In search of Vespasian Alchester
27 August 2003: the Alchester team reports the discovery of an inscription. My reaction: a mixture of excitement and disbelief - only one complete stone inscription and two single fragments of others have ever been found in Oxfordshire. Roman inscriptions are extremely rare in southern Britain, especially away from the big cities and fortresses. Is it possible that we have found another? All that is visible so far is an Xshaped decoration; the rest is still under unexcavated deposits which have to be drawn, and it is another day before we can start recovering what proves to be part of a tombstone - including the first and the family name of the deceased. Within the next two and a half weeks, another 19 fragments come to light, plus one from a second epitaph. Each new block reveals more of the puzzle, and, sometimes in oblique torchlight, the inscription is, bit by bit, deciphered. It is clear now that our team has found not just fragments, but virtually the whole tombstone; and not just any tombstone, but one which forces us to rewrite the history of the Roman invasion and conquest of Britain.
Where was it found? Alchester is a Roman small-town ten miles north of Oxford. A team of volunteers has been exploring this site since 1996, first under the auspices of the Oxford University Archaeological Society, then under that of Leicester, Oxford and Edinburgh Universities. Our fieldwork focused initially on a Roman military parade ground and marching camp near the later Roman town (see CA 157), and then on an annexe to a large military compound (CA 173). In 2003 we excavated the town wall near the west gate. This had been robbed out in postRoman times, except for two stones in situ and the wall's rubble foundations. It was here in the foundations of the later town that we found all the inscription fragments, smashed up to provide building material. Obviously, the town defences had been strengthened by a wall in some haste, probably not before the late 3rd century.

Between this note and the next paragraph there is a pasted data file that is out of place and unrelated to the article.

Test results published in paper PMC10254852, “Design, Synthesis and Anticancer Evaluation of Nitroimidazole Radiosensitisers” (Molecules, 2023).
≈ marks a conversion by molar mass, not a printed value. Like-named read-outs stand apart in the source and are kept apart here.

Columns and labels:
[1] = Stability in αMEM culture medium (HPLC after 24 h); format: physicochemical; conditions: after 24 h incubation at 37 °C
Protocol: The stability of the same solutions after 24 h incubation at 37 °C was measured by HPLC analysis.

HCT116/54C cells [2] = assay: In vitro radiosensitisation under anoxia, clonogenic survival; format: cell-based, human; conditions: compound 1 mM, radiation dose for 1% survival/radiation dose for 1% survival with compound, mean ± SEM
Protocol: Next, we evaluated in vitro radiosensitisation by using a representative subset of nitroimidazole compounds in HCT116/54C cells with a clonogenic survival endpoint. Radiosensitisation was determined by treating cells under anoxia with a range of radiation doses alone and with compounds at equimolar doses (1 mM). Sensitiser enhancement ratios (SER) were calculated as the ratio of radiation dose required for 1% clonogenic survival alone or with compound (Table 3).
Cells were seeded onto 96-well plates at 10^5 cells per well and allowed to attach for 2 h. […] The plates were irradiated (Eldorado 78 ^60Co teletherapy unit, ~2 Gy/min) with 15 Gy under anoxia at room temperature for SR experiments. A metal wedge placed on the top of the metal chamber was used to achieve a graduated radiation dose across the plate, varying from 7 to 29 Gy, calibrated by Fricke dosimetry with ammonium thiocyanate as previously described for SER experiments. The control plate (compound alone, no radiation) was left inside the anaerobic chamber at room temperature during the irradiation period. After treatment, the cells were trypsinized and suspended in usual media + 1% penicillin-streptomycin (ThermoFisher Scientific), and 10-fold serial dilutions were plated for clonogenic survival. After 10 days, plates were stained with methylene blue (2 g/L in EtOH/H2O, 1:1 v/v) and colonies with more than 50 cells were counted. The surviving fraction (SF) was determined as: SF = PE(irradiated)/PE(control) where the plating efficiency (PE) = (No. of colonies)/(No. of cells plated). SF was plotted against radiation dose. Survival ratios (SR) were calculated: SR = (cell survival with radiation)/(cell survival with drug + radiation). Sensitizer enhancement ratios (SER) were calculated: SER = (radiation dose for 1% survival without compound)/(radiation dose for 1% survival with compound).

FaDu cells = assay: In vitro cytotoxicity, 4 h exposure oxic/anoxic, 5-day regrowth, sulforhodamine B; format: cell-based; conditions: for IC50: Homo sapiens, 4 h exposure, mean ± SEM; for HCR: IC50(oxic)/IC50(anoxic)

The archaeological context thus tells us little about the date of our tombstone - but the text does.
This text provides our first biography of any inhabitant of pre-medieval Oxfordshire. Our man, Lucius Valerius Geminus, had not been born here, though. He was a Roman citizen, as indicated by his three names and his voting tribe, Pollia. All citizens belonged to such a tribe. (These were not tribes in the usual sense, but artificial constituencies that had grouped citizens together to participate in elections. To vote, in what were by imperial times mock elections, you had to be in Rome, so the tribes were now little more than symbols of Roman citizen status.)
His birthplace, where the majority of people are thought to have belonged to the Pollia tribe, was a marginal community in archaeologycurrent 168 196